An action of solidarity with the communities affected by SOCFIN's plantations in Africa and Asia was carried out in Luxembourg today during the multinational's General Assembly. About ten activists participated in the GA to denounce the situation and demand immediate action. "Voluntary self-regulation by corporations leads nowhere. States must adopt laws to regulate companies based in Europe," explains Marine Lefebvre, spokesperson for the Luxembourger NGOs who participated in the action. On the same day, Swiss NGOs mobilised in front of the new SOCFIN offices relocated to Fribourg, relaying the message: "SOCFIN, we are watching you! ».
This transnational mobilisation of civil society organisations from Belgium, France, Switzerland and Luxembourg aims to denounce the double discourse of company directors who do not respect their commitments and deny the social and land conflicts raging in almost all the Group's rubber and oil palm plantations. "The aim pursued by the activists was to directly question the directors and shareholders present at the GA and to echo the demands of hundreds of thousands of people affected by SOCFIN's activities. The position carried publicly by SOCFIN, and included in its annual Sustainable Development Report, does not reflect reality. It was our duty to prove it," says Florence Kroff, spokesperson for the Belgian NGOs.
At the same time, several of these organisations are turning to the courts to enforce commitments already made. Yesterday, a summons to appear before the Nanterre Regional Court was handed to the Bolloré Group, the second largest shareholder of the SOCFIN Group. This unprecedented legal action aims to force Bolloré S.A. to implement an action plan to which it had committed itself towards the communities affected by SOCFIN's activities in Cameroon.
Unsatisfied promises and criminalization of human rights defenders
Two years after SOCFIN adopted a new "responsible management policy", local communities have not seen any real progress on the ground -- and worse, the situation is deteriorating. In Sierra Leone, for example, the conflict between the company and local communities escalated again in January 2019, leading to the death of two people, the arbitrary arrest of 15 activists and the forced displacement of hundreds of residents. In Liberia, too, the situation is worsening, especially for women: more and more cases of sexual harassment and abuse are reported in plantations, often committed by guards or managers of third party associates.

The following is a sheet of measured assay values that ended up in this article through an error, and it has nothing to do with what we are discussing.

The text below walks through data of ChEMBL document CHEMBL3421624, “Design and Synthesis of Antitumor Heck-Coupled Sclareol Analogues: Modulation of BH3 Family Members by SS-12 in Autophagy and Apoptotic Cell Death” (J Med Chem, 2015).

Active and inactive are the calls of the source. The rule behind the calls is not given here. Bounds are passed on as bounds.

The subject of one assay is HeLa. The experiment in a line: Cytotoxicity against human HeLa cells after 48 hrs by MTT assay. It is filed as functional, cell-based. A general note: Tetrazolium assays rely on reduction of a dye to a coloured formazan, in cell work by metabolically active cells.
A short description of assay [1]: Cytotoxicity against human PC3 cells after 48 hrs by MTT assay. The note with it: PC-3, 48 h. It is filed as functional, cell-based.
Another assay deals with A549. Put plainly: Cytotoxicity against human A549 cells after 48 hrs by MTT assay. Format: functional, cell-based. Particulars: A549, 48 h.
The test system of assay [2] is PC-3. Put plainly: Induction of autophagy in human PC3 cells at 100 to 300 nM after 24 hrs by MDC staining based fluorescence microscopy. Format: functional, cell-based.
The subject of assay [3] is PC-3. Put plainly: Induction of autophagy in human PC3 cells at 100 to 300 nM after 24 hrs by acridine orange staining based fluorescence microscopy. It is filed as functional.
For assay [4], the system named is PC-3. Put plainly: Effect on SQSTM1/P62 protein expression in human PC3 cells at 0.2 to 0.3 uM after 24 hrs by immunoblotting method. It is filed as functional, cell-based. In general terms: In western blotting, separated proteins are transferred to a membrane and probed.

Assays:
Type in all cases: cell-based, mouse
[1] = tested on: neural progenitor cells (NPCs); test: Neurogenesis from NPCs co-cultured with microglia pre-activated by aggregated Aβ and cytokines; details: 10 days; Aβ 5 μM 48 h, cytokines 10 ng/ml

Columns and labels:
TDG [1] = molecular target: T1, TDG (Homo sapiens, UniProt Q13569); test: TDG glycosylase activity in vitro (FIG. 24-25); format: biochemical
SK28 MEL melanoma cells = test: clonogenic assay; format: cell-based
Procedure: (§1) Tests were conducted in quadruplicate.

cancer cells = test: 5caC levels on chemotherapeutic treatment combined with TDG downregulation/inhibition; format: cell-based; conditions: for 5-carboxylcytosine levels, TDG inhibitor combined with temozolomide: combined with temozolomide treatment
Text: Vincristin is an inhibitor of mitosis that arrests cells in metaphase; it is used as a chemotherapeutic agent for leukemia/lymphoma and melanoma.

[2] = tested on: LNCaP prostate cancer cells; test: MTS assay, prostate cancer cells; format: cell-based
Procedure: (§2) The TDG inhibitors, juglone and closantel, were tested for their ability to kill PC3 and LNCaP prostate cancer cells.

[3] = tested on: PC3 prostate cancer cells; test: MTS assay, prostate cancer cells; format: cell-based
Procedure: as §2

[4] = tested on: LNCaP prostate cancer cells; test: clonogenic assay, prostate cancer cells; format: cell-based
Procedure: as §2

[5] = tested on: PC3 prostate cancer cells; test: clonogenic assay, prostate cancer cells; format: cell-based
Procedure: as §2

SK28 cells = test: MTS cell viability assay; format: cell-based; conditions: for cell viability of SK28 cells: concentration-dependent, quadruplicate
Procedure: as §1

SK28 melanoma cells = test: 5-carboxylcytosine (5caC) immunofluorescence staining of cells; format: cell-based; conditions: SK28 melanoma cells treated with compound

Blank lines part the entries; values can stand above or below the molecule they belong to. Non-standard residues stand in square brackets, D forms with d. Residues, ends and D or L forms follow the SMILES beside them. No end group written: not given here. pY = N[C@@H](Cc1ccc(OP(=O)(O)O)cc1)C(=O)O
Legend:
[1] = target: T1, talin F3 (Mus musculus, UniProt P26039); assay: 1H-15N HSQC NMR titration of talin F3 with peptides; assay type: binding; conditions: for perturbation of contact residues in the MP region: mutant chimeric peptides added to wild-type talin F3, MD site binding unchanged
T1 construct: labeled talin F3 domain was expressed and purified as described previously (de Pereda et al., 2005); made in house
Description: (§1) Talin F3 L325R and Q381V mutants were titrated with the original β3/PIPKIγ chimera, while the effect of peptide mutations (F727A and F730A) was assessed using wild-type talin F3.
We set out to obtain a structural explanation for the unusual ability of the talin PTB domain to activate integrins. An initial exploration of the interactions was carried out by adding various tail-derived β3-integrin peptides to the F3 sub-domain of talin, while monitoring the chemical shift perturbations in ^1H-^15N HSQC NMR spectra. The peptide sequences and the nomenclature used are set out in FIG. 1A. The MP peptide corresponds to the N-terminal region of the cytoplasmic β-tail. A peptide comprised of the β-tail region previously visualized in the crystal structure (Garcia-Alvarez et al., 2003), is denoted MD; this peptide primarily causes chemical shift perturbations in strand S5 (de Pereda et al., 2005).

These abuses and other negative impacts of SOCFIN's activities have been widely documented in two recent reports analysing the situation on plantations in Sierra Leone and Liberia. A transversal report on the commitments not met in dozens of SOCFIN plantations in four different countries is also being published today. The action at the SOCFIN General Assembly was an opportunity to present these reports to the company's directors and shareholders. The list of abuses suffered by people living near plantations is long: land conflicts, violence against women, deprivation of forest resources, polluted rivers, poor compensation, precarious working conditions, unfulfilled promises of dialogue, unfulfilled social projects, food insecurity, serious criminalisation of community defenders, etc.
Binding standards to ensure respect for rights
The organisations denounce the inefficiency of corporate self-regulation and the lack of binding public rules for multinationals. Indeed, the case of SOCFIN illustrates the negative impact that transnational companies can have on local communities and the environment. Although these crimes take place elsewhere, SOCFIN's subsidiaries are managed from Europe. Four States are directly concerned: Belgium (the majority shareholder being Belgian), Luxembourg (country of domicile of its headquarters), France (through Vincent Bolloré's 39.4% shareholding) and Switzerland (where SOCFIN has several operating companies). All have an obligation to protect human rights by preventing and/or remedying abuses committed by SOCFIN. The signatory organisations in Luxembourg, Belgium and Switzerland call on their governments to impose a duty of vigilance on companies, as France did in the so-called Rana Plaza Law of 2017. This includes making corporate responsibility a reality by ensuring access to justice for those affected.
In addition, the organisations claim the right to freely hold a transnational company liable and to contribute to the public interest debate on the conditions under which companies operate abroad. "The lawsuit against Bolloré should be an important step in empowering economic actors. The company cannot unilaterally free itself from its commitments, nor use them for the sole purpose of buying social peace or an ethical veneer," concludes Marie-Laure Guislain, Sherpa's head of litigation.
Entraide et Fraternité
The 16 organisations of Initiative pour un devoir de vigilance – see list here
The 22 organisations of the Plateforme Meng landwirtschaft – see list here
Bread for all
Press contact :
- LUX : Marine Lefebvre - SOS Faim Luxembourg : +352 49 0996 26 / [email protected]
- BE : Florence Kroff - FIAN Belgium : +32 475 84 56 24 / [email protected]
- CH: Silva Lieberherr - Bread for all : +41 79 678 04 44 / [email protected]
- FR: [for the summon of Bolloré] Marie-Laure Guislain - Sherpa : +33 6 47 11 65 06 / [email protected]
Note to the editors:
- Link to the rpess release Lien vers le communiqué de presse « Huile de palme au Cameroun : le groupe Bolloré attrait en justice » (SHERPA 27/05/2019)
- Link to the report « Land Grabbing for Palm Oil in Sierra Leone » (FIAN Belgium 2019)
- Link to the report "Struggle for Life and Land Socfin’s Rubber - Plantations in Liberia and the Responsibility of Swiss Companies" (Bread for all 2019)